cover image Yale Needs Women: How the First Group of Girls Rewrote the Rules of an Ivy League Giant

Yale Needs Women: How the First Group of Girls Rewrote the Rules of an Ivy League Giant

Anne Gardiner Perkins. Sourcebooks, $25.99 (384p) ISBN 978-1-4926-8774-0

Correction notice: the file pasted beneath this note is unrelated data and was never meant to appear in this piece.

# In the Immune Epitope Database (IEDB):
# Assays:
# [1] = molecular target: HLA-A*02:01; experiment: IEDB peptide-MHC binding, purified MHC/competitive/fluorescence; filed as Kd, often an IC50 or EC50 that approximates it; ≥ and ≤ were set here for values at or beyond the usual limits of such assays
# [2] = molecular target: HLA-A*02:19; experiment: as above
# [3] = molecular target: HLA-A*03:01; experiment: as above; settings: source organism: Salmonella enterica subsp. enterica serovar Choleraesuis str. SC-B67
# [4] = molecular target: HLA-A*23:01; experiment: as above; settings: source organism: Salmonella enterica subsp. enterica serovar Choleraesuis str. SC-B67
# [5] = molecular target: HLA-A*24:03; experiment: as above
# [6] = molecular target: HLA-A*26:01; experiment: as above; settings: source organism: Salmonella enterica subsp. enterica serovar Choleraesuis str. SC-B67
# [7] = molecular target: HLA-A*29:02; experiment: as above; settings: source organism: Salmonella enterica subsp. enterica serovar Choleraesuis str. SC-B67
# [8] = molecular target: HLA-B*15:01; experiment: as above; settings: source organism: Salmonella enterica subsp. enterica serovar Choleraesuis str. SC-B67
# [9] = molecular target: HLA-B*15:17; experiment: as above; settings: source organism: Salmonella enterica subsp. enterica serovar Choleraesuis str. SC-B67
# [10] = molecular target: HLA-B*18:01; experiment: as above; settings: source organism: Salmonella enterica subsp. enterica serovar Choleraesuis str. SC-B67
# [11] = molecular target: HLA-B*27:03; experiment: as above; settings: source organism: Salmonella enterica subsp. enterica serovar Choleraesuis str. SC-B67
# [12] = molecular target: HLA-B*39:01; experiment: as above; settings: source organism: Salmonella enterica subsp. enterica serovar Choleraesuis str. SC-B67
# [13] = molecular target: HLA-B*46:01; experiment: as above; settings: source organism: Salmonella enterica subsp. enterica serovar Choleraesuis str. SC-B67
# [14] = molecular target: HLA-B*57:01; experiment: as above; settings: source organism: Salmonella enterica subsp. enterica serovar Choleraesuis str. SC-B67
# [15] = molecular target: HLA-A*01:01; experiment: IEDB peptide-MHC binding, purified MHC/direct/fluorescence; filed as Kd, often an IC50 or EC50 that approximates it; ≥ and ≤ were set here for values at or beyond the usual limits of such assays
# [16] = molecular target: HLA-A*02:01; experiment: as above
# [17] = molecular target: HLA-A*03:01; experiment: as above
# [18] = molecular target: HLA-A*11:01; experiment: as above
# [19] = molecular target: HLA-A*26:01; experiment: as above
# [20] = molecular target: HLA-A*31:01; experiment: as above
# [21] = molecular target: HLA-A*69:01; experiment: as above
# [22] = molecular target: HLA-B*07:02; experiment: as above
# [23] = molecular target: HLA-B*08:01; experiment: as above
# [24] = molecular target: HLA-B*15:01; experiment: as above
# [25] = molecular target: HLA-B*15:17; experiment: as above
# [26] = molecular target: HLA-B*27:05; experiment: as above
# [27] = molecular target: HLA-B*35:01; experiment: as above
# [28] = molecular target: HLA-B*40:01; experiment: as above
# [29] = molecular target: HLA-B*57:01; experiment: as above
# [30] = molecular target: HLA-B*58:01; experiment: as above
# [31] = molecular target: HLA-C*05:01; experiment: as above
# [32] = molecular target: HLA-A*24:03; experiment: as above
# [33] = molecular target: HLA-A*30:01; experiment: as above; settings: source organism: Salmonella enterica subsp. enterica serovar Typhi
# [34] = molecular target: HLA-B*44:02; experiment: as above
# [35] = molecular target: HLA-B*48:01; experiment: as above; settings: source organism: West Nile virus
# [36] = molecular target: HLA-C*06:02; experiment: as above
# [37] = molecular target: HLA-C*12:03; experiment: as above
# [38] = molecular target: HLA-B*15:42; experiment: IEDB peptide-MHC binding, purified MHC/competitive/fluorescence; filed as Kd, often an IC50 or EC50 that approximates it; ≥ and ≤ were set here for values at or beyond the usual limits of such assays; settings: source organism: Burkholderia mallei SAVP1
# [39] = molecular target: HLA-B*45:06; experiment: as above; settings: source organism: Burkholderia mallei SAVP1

This smart, lively first book by Perkins, a higher education scholar and Yale graduate, challenges a “sanitized tale of equity instantly achieved” when the elite university, after 268 years, admitted female undergraduates in 1969. The pressure to admit women wasn’t about gender equality, she writes: male undergraduates were tired of waiting until weekends to socialize with young women from other schools, and Yale’s rival Princeton was going coed. After Yale’s announcement, thousands of women applied; the school enrolled 575, 90% of them white. Perkins highlights five students, among them trombonist Kit McClure, and field hockey player Lawrie Mifflin. McClure, initially barred from the marching band, joined a women’s liberation rock group; Mifflin organized a field hockey team that eventually received varsity status. The new students also organized feminist groups and pushed for courses exploring women’s issues; the university’s health service launched a human sexuality course. But female students still confronted social isolation, sexual violence, and harassment. The university resisted a gender-blind admissions policy until 1972’s Title IX of the Educational Amendments to the Civil Rights Act made it inevitable. Perkins succeeds admirably in restoring these women’s fascinating voices and weaving in the larger historical context. This is a valuable contribution to the history of higher education, women, and the postwar U.S. Illus. Agent: Laurie Abkemeier, DeFiore and Company Literary Management. (Sept.)